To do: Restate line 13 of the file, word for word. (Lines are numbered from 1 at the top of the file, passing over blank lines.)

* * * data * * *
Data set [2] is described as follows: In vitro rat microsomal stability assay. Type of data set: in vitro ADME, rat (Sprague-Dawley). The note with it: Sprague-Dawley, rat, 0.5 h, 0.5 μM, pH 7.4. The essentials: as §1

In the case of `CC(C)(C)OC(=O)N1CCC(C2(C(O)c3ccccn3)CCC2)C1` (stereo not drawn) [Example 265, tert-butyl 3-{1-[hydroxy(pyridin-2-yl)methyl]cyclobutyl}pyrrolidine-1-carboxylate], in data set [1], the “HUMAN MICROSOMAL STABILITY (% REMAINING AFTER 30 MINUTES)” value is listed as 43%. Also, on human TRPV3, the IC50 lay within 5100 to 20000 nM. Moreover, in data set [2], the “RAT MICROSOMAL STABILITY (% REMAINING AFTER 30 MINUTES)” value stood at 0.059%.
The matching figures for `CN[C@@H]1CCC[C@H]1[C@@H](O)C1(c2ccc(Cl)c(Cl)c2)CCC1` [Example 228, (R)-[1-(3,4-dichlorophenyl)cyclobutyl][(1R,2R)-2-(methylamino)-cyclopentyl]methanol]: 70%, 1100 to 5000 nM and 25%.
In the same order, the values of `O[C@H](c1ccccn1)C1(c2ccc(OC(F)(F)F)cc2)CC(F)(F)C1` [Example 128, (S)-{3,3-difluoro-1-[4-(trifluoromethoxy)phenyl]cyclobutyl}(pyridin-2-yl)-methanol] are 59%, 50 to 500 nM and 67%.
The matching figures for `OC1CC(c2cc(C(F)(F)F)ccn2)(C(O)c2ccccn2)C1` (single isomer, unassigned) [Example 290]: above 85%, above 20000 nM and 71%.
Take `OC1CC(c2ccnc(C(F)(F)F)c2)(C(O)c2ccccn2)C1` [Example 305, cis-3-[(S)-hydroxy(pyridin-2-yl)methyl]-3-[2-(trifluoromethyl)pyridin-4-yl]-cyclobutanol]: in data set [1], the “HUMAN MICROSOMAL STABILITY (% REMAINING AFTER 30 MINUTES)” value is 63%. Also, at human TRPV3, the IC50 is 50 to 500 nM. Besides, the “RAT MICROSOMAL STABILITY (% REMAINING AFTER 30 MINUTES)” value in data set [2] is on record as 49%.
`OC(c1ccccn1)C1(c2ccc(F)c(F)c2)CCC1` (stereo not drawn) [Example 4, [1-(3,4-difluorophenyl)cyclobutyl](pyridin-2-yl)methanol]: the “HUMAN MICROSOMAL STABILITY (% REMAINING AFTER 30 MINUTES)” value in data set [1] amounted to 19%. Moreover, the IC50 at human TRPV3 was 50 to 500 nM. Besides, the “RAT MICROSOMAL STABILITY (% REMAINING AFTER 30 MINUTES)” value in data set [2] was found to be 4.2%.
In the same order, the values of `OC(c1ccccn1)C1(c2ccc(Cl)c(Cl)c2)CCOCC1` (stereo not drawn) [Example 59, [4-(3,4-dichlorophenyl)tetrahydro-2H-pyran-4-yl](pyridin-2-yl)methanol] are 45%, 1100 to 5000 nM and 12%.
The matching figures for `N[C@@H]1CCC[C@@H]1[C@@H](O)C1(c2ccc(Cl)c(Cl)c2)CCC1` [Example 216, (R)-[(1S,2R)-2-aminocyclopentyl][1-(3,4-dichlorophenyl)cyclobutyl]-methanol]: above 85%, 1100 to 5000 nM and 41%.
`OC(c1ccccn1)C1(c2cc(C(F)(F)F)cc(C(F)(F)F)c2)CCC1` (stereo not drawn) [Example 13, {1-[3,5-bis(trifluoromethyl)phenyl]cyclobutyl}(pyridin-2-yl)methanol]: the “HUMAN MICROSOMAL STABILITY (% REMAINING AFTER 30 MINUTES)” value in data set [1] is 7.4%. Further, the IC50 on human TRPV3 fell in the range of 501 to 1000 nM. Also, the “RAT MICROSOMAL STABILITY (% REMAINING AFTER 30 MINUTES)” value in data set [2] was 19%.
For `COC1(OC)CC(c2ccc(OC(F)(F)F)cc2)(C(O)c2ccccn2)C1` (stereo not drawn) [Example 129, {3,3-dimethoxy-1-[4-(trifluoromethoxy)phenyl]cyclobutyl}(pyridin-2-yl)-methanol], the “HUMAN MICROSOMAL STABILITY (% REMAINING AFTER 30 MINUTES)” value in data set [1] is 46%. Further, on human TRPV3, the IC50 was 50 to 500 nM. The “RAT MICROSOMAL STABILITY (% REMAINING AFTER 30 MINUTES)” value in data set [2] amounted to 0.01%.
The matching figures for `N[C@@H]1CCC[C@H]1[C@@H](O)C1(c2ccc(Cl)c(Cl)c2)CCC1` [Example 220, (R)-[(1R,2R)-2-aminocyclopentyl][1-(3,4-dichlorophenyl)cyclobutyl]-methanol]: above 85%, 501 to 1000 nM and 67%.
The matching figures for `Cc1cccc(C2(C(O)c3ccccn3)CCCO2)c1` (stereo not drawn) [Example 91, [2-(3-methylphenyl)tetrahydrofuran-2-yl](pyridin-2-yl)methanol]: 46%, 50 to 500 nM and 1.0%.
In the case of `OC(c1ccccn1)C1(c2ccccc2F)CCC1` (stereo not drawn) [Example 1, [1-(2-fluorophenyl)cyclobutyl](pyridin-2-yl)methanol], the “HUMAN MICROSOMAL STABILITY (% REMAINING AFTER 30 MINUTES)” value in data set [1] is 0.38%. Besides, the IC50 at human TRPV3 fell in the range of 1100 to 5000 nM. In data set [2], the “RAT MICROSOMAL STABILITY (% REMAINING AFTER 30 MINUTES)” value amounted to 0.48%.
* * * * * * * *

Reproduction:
The matching figures for `Cc1cccc(C2(C(O)c3ccccn3)CCCO2)c1` (stereo not drawn) [Example 91, [2-(3-methylphenyl)tetrahydrofuran-2-yl](pyridin-2-yl)methanol]: 46%, 50 to 500 nM and 1.0%.